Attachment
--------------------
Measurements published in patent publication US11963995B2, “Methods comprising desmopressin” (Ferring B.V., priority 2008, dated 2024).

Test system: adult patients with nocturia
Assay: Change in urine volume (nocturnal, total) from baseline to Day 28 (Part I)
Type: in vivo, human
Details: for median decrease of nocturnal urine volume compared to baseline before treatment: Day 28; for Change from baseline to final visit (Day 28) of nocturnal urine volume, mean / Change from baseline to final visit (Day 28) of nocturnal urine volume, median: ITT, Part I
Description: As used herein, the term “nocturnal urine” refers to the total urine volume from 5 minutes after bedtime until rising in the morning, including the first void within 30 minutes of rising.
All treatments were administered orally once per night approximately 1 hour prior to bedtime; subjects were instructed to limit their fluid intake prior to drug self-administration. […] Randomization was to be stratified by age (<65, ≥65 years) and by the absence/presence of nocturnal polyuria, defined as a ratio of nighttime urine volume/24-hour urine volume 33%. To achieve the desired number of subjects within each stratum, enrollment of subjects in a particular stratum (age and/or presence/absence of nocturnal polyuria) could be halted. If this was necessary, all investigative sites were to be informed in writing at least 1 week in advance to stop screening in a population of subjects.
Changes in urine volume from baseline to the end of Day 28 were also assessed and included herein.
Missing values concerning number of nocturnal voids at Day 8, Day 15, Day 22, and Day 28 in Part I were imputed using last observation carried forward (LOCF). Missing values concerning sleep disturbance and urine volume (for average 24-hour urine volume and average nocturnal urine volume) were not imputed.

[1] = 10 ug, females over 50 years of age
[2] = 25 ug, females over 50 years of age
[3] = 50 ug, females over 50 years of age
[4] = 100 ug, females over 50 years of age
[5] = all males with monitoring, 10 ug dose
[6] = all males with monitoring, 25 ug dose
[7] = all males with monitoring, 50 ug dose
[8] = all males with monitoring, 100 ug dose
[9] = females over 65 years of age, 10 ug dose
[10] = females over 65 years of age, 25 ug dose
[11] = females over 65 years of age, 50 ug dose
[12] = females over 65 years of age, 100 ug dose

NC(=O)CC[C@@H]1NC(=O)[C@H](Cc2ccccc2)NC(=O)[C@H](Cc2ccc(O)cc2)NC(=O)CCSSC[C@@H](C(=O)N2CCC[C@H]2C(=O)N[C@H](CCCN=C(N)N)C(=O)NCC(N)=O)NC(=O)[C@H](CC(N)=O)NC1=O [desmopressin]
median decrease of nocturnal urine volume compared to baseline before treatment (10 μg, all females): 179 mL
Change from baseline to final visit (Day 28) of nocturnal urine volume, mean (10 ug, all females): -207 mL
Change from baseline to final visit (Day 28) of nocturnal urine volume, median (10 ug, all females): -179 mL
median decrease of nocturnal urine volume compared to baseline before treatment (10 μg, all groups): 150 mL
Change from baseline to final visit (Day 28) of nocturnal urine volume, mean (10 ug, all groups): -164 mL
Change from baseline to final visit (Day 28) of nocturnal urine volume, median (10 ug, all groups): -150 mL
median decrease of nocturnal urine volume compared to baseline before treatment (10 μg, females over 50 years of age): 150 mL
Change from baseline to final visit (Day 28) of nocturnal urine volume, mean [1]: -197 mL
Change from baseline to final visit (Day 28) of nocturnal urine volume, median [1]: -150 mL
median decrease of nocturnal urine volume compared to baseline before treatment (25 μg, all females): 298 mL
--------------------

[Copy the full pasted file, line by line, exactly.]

Measurements published in patent publication US11963995B2, “Methods comprising desmopressin” (Ferring B.V., priority 2008, dated 2024).

Test system: adult patients with nocturia
Assay: Change in urine volume (nocturnal, total) from baseline to Day 28 (Part I)
Type: in vivo, human
Details: for median decrease of nocturnal urine volume compared to baseline before treatment: Day 28; for Change from baseline to final visit (Day 28) of nocturnal urine volume, mean / Change from baseline to final visit (Day 28) of nocturnal urine volume, median: ITT, Part I
Description: As used herein, the term “nocturnal urine” refers to the total urine volume from 5 minutes after bedtime until rising in the morning, including the first void within 30 minutes of rising.
All treatments were administered orally once per night approximately 1 hour prior to bedtime; subjects were instructed to limit their fluid intake prior to drug self-administration. […] Randomization was to be stratified by age (<65, ≥65 years) and by the absence/presence of nocturnal polyuria, defined as a ratio of nighttime urine volume/24-hour urine volume 33%. To achieve the desired number of subjects within each stratum, enrollment of subjects in a particular stratum (age and/or presence/absence of nocturnal polyuria) could be halted. If this was necessary, all investigative sites were to be informed in writing at least 1 week in advance to stop screening in a population of subjects.
Changes in urine volume from baseline to the end of Day 28 were also assessed and included herein.
Missing values concerning number of nocturnal voids at Day 8, Day 15, Day 22, and Day 28 in Part I were imputed using last observation carried forward (LOCF). Missing values concerning sleep disturbance and urine volume (for average 24-hour urine volume and average nocturnal urine volume) were not imputed.

[1] = 10 ug, females over 50 years of age
[2] = 25 ug, females over 50 years of age
[3] = 50 ug, females over 50 years of age
[4] = 100 ug, females over 50 years of age
[5] = all males with monitoring, 10 ug dose
[6] = all males with monitoring, 25 ug dose
[7] = all males with monitoring, 50 ug dose
[8] = all males with monitoring, 100 ug dose
[9] = females over 65 years of age, 10 ug dose
[10] = females over 65 years of age, 25 ug dose
[11] = females over 65 years of age, 50 ug dose
[12] = females over 65 years of age, 100 ug dose

NC(=O)CC[C@@H]1NC(=O)[C@H](Cc2ccccc2)NC(=O)[C@H](Cc2ccc(O)cc2)NC(=O)CCSSC[C@@H](C(=O)N2CCC[C@H]2C(=O)N[C@H](CCCN=C(N)N)C(=O)NCC(N)=O)NC(=O)[C@H](CC(N)=O)NC1=O [desmopressin]
median decrease of nocturnal urine volume compared to baseline before treatment (10 μg, all females): 179 mL
Change from baseline to final visit (Day 28) of nocturnal urine volume, mean (10 ug, all females): -207 mL
Change from baseline to final visit (Day 28) of nocturnal urine volume, median (10 ug, all females): -179 mL
median decrease of nocturnal urine volume compared to baseline before treatment (10 μg, all groups): 150 mL
Change from baseline to final visit (Day 28) of nocturnal urine volume, mean (10 ug, all groups): -164 mL
Change from baseline to final visit (Day 28) of nocturnal urine volume, median (10 ug, all groups): -150 mL
median decrease of nocturnal urine volume compared to baseline before treatment (10 μg, females over 50 years of age): 150 mL
Change from baseline to final visit (Day 28) of nocturnal urine volume, mean [1]: -197 mL
Change from baseline to final visit (Day 28) of nocturnal urine volume, median [1]: -150 mL
median decrease of nocturnal urine volume compared to baseline before treatment (25 μg, all females): 298 mL